By Cheryl Hajjar – October, 2014

In the recent wake of the two 12 year old girls from Wisconsin who tried to kill their friend to become “proxies “ of the fictious online character Slenderman, we ask ourselves, could this have been stopped? Is the internet to blame? Did the parents of the girls not pay attention to their online activities or where they not actively involved with their lives? Maybe. Or maybe not. Its hard to tell. To see the future we must look at the past history of American Horror.

Since the advent of motion picture technology it didn’t take long for 19th century filmmakers to dabble in the horror genre. Believe it or not at one time both Frankenstein and Dracula which originated in the early 1900s were pretty scary films. Psycho, an American thriller with that shower scene is etched in horror history, and Godzilla remains timeless. As the years went on and the technology got better, filmmakers and creators of horror characters consistently tried to outdo each other.

The 80s gave birth to some great villians. Who could forget the iconic Michael Meyers who no matter how many times he was shot or stabbed just wouldn’t die, or Freddie Krueger with that scissor-like hand, just slashed teenagers up when they fell asleep. Or what about Jason from Crystal Lake killing teen couples and the Scream sequel? All good horror flicks. If any of you follow me on facebook, you have seen my son dressing up in the Michael Meyers mask and scaring the holy hell out of me around the house. He has fun with it and lets face it, kids like to scare and be scared, for whatever reason I do not know but they do. I can remember as a kid watching Halloween with my Dad and loving every minute of it, and now my son is the same.

So what does Slenderman have in common with all of these timeless horror characters? They all are urban myths just created by a different form of media. That’s it. Back in 2009 a website called Creepypasta posted a contest for an artist to create a villainous character with a storyline. A man by the name of Eric Knudsen won that competition and since then the Slenderman urban legend has been going strong on websites, videogames and other online forums. One could consider Eric Knudsen an internet screenwriter, or modern day horror creator using a new medium with an old flair. A reinvented wheel.

Most kids today know who Slenderman is but they also know that he is a ficitous character. If you look back in time, certain film characters have actually inspired teenagers and young adults to act out scenes from movies. For example, the movie Scream inspired the killing of a Gina Castillo, by her own son and his cousin. Child’s Play 3 was another movie that lead to two 10 year old boys kidnapping and brutally murdering a two year old toddler in England. Nightmare on Elm Street was also acted out in 2004 by a Daniel Gonzalez going on a killing spree wearing Freddie’s famous hand knives.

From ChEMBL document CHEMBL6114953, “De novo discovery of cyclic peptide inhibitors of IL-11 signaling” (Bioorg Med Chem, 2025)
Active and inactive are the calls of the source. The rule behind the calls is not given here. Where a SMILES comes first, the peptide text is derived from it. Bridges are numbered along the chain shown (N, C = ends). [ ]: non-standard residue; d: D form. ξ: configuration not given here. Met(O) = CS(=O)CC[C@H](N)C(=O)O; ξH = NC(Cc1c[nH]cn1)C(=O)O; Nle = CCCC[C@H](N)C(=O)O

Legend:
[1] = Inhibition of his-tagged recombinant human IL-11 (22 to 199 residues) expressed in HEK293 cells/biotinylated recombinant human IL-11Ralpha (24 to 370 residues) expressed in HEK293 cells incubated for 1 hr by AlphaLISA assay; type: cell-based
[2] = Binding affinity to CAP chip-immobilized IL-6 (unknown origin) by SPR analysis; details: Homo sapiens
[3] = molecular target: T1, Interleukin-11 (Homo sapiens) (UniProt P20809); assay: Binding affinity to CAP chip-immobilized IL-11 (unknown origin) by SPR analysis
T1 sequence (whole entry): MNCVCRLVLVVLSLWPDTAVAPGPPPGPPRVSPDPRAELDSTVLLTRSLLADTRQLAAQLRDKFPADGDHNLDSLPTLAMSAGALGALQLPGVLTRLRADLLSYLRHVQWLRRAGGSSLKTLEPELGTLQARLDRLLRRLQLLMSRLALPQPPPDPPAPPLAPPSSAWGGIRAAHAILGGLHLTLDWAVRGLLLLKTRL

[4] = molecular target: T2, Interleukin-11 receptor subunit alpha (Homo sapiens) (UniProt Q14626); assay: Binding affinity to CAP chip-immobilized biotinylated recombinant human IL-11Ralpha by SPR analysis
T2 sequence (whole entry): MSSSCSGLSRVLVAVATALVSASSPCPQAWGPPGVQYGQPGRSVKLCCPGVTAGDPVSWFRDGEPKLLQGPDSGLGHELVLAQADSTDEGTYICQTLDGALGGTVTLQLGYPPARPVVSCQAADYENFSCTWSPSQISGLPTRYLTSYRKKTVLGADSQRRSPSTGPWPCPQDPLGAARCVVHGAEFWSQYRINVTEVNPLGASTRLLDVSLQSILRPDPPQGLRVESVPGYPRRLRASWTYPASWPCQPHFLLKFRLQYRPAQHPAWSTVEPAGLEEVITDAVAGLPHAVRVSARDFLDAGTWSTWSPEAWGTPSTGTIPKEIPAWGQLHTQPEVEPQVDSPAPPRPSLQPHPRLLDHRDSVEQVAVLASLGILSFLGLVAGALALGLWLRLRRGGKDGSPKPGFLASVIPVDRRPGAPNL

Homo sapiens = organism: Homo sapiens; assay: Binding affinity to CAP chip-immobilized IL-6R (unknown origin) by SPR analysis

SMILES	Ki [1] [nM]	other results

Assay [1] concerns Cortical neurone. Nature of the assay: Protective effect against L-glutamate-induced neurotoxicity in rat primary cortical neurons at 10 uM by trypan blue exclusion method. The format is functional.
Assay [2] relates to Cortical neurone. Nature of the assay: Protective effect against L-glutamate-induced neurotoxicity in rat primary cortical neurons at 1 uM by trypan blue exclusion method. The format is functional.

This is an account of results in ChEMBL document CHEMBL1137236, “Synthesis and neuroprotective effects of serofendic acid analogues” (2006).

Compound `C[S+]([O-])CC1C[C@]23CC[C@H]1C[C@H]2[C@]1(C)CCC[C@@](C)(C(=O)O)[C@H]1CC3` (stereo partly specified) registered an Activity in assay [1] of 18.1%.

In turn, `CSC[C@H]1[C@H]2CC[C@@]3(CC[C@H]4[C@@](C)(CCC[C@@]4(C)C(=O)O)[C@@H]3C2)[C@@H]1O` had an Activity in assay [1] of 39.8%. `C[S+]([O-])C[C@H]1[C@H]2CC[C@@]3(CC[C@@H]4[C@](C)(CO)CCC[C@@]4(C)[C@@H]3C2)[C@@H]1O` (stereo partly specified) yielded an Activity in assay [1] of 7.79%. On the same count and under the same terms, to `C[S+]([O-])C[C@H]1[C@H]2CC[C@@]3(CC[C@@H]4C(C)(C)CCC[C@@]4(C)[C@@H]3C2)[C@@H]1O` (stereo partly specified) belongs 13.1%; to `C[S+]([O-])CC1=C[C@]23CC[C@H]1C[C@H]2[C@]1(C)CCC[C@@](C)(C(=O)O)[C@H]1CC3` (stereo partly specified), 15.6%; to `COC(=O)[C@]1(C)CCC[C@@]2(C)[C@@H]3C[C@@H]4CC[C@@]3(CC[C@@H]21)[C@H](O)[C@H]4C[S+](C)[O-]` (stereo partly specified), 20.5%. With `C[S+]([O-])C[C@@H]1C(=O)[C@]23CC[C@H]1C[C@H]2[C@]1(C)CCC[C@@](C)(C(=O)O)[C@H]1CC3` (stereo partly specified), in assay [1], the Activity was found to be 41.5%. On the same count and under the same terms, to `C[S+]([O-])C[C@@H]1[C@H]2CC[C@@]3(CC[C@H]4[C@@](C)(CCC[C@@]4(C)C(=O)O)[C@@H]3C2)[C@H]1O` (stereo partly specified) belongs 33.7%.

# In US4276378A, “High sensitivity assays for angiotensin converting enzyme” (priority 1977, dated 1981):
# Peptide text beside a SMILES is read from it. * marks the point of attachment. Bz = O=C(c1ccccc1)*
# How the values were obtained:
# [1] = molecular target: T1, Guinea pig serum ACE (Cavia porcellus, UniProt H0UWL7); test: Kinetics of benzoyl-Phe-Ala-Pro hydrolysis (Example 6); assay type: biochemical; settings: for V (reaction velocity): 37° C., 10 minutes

What I see happening is that maybe children cannot differentiate in their minds the difference between real and fake. Murders in horror films are glamorized to some extent. In today’s internet age it is virtually impossible to monitor everything your child is watching but I think sitting your child down and explaining that these characters are fake and not real life is a start. Seeing what your child is watching on their Ipad and putting Google searches in “safe” mode is another way of minimizing. When I heard of the Slenderman murders the first thing I did was sit down with my son and discuss it. He knew that the Slenderman story was fake and not a real character contrary to what the girls from Wisconsin believed. Encouraging open discussions with your child to see if they can decipher real from fake is extremely important.

The takeaway here is this. I do not believe that the internet aided in these murders but that this was just another rare case and an extremely unfortunate episode similar to the other mimicking murders from the above mentioned. Do I feel that it is important to monitor what your kids are watching, of course I do, but I feel that it is actually more important to make sure they have a clear understanding between ficticous and real life. How do we stop the creators of these characters from marketing to our kids? We can’t. It would be virtually impossible to do that but maybe one suggestion would be to put warning labels on the websites or video games that these are ficticous stories and characters, made for entertainment purposes only. The question is, would they be willing to do that or more importantly, would it even matter?

Talk to your children, know whets going on. Be coherent in their lives and know what they are watching and are focused on but more importantly keep those lines of communication open. You never know when that one conversation could prevent another tragedy.